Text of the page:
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Brandstaetter, Roman

(1906–1987), poet, playwright, prose writer, and translator. Roman Brandstaetter studied philosophy and Polish literature in Kraków, earning a doctorate for a thesis on Adam Mickiewicz in 1932. Two years of research in Paris (1929–1931) resulted in the publication of Legion żydowski Adama Mickiewicza (Adam Mickiewicz’s Jewish Legion; 1932). Initially, Brandstaetter actively participated in Polish literary life, publishing, among other things, literary guidelines for the generation of Polish poets entering the literary scene during the interwar period. In the early 1930s, however, he became more closely associated with Jewish national circles, joining the editorial board of Opinia, a Zionist weekly where he published his manifesto on Polish Jewish poetry.

In the early days of World War II, Brandstaetter fled Vilna, eventually making his way to Jerusalem. In 1946, he left Palestine for Rome, where he served as cultural attaché at the Polish embassy and was baptized. He returned to Poland in 1948. From the late 1950s he wrote extensively on religious subjects for the Polish Catholic press, including the newspaper Tygodnik powszechny, consolidating his reputation as one of Poland’s leading religious writers.

During the interwar period, Brandstaetter published volumes of poetry, including Jarzma (The Yokes; 1928), Królestwo trzeciej świątyni (Kingdom of the Third Temple; 1934), Jerozolima światła i mroku (Jerusalem of Light and Darkness; 1935), and a collection of essays, Zmowa eunuchów (Pact of the Eunuchs; 1936). After the war, he wrote other volumes of poems, including Pieśń o moim Chrystusie (Song about My Christ; 1960); plays, Powrót syna marnotrawnego (Return of the Prodigal Son; 1948), Noce narodowe (National Nights; 1948), Teatr Świętego Franciszka (The Theater of St. Francis; 1958); novels Jezus z Nazarethu (Jesus of Nazareth; 1967–1973), Prorok Jonasz (Prophet Jonah; 1983); translations of Shakespeare’s plays, and, above all, selections from the Bible: Book of Psalms, Book of Job, and Song of Songs, followed by the Gospels of saints John, Luke, and Mark; and autobiographical prose: Krąg biblijny (Biblical Circle; 1975), Przypadki mojego życia (My Life; 1988).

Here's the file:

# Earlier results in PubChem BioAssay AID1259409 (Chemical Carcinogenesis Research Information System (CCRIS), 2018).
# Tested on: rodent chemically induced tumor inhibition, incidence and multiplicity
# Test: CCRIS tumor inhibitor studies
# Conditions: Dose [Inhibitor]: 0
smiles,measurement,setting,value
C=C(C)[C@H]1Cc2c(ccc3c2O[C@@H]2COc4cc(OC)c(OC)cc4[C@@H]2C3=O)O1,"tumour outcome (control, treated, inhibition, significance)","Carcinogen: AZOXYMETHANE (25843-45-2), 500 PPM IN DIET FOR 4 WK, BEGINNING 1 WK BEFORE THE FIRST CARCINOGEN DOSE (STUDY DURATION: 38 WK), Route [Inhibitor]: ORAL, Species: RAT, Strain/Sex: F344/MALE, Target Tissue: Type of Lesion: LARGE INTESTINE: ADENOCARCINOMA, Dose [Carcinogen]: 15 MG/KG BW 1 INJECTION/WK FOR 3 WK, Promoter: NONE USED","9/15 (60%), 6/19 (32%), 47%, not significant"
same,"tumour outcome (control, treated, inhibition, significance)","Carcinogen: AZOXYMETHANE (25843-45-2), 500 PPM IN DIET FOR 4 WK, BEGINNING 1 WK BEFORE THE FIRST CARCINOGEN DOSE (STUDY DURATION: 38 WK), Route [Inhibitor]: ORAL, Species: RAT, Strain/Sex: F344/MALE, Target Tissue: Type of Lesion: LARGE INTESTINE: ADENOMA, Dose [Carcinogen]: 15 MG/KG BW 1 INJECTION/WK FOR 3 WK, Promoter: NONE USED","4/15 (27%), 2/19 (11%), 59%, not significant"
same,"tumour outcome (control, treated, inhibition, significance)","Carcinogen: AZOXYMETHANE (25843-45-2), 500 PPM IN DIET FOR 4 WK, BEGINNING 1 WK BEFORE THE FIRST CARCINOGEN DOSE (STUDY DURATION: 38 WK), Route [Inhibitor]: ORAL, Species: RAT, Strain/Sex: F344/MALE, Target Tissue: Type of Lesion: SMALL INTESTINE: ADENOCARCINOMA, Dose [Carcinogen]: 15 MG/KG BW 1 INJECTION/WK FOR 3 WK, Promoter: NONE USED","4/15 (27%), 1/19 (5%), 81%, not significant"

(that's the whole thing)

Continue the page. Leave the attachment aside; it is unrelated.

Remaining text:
Brandstaetter’s biography reflects the dramatic experiences and radical ideological choices facing twentieth-century Jewish intelligentsia. His life was shaped by Zionism and, later, Catholicism, while his literary output synthesized Jewish, Polish, Christian, and Greek and Roman traditions. His program for Polish Jewish literature called on writers to serve the cause of Zionism, while his interwar poetry relied on classical poetics to address universal and national Jewish themes, especially biblical ones. Cross-fertilization between Judaism and Christianity is central to Brandstaetter’s postwar works, including his best-known novel, Jezus z Nazarethu—an epic about Christ written in biblical style, exegetic in approach. The figure of Christ, shown against the background of first-century Palestine, is presented in historical context, while the Gospels are interpreted as continuing the tradition of the Old Testament. The novel’s language is rooted in biblical imagery, symbols, and parables, and uses biblical literary techniques.

Critics have praised Brandstaetter’s lyric poetry for its function of “hermeneutics of the Judeo-Christian tradition,” as Wojciech Gutowski has termed it, while autobiographical works portray the writer as a bicultural artist, scion of a family rooted in Haskalah. His grandfather, the writer Mordekhai Brandstetter (1844–1928), often appears in Roman Brandstaetter’s work offering insights into values underlying Jewish life.

Suggested Reading

Jan Kanty Pytel, ed., Świat Biblii Romana Brandstaettera (Szczecin, Pol., 1999); Alicja Mazan-Mazurkiewicz, Inspiracje biblijne w utworach Romana Brandstaettera (Łódź, 2003); Eugenia Prokop-Janiec, Polish-Jewish Literature in the Interwar Years, trans. Abe Shenitzer (Syracuse, N.Y., 2003); Anna Rzymska, Kamienny most. Tradycja judaistyczna w twórczości Romana Brandstaettera (Olsztyn, 2005).



Translated from Polish by Christina Manetti; revised by Magda Opalski